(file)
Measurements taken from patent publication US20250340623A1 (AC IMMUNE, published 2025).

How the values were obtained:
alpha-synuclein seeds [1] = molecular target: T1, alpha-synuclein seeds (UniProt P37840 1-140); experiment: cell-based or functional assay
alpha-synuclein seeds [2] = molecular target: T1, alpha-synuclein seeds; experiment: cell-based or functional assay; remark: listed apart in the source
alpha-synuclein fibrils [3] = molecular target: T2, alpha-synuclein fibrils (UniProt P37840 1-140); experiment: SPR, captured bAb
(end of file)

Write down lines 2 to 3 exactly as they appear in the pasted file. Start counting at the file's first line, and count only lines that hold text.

How the values were obtained:
alpha-synuclein seeds [1] = molecular target: T1, alpha-synuclein seeds (UniProt P37840 1-140); experiment: cell-based or functional assay